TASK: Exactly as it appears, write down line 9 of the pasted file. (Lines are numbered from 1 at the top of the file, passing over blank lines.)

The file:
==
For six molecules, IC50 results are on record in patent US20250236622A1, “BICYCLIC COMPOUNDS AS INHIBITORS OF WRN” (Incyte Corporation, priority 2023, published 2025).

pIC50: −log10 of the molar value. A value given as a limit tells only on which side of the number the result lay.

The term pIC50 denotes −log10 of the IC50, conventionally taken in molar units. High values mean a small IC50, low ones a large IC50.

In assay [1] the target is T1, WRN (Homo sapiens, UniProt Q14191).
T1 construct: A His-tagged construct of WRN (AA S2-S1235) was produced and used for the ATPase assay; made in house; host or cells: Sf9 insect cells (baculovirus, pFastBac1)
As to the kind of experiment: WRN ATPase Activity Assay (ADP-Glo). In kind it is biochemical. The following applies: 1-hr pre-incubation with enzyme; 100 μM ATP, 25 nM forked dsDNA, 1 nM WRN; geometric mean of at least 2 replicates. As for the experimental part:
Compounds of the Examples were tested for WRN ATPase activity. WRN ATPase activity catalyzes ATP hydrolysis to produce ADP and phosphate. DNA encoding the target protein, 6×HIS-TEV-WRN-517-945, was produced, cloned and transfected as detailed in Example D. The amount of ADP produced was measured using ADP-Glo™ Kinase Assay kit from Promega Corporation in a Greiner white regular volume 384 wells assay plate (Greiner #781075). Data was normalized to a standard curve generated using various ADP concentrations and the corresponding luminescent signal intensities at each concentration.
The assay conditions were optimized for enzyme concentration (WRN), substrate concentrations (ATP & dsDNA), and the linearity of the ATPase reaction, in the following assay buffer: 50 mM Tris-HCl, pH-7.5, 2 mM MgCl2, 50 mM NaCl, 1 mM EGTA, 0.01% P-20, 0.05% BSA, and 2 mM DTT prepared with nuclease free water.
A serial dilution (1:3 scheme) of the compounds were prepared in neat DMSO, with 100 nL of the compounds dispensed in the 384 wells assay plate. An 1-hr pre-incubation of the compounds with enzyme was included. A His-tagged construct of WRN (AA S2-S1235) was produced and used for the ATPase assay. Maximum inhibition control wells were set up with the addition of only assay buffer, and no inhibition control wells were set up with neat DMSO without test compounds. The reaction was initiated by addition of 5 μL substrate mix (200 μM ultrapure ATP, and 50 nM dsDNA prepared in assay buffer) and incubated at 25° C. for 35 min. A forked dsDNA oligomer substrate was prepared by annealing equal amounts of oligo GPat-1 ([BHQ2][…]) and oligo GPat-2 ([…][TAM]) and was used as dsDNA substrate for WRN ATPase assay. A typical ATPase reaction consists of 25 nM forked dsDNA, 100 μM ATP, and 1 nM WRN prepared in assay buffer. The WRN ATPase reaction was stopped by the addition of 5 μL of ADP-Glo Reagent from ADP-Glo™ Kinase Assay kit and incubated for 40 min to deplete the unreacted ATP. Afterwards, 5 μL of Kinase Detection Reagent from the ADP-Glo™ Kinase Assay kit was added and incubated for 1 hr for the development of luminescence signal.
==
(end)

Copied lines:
A serial dilution (1:3 scheme) of the compounds were prepared in neat DMSO, with 100 nL of the compounds dispensed in the 384 wells assay plate. An 1-hr pre-incubation of the compounds with enzyme was included. A His-tagged construct of WRN (AA S2-S1235) was produced and used for the ATPase assay. Maximum inhibition control wells were set up with the addition of only assay buffer, and no inhibition control wells were set up with neat DMSO without test compounds. The reaction was initiated by addition of 5 μL substrate mix (200 μM ultrapure ATP, and 50 nM dsDNA prepared in assay buffer) and incubated at 25° C. for 35 min. A forked dsDNA oligomer substrate was prepared by annealing equal amounts of oligo GPat-1 ([BHQ2][…]) and oligo GPat-2 ([…][TAM]) and was used as dsDNA substrate for WRN ATPase assay. A typical ATPase reaction consists of 25 nM forked dsDNA, 100 μM ATP, and 1 nM WRN prepared in assay buffer. The WRN ATPase reaction was stopped by the addition of 5 μL of ADP-Glo Reagent from ADP-Glo™ Kinase Assay kit and incubated for 40 min to deplete the unreacted ATP. Afterwards, 5 μL of Kinase Detection Reagent from the ADP-Glo™ Kinase Assay kit was added and incubated for 1 hr for the development of luminescence signal.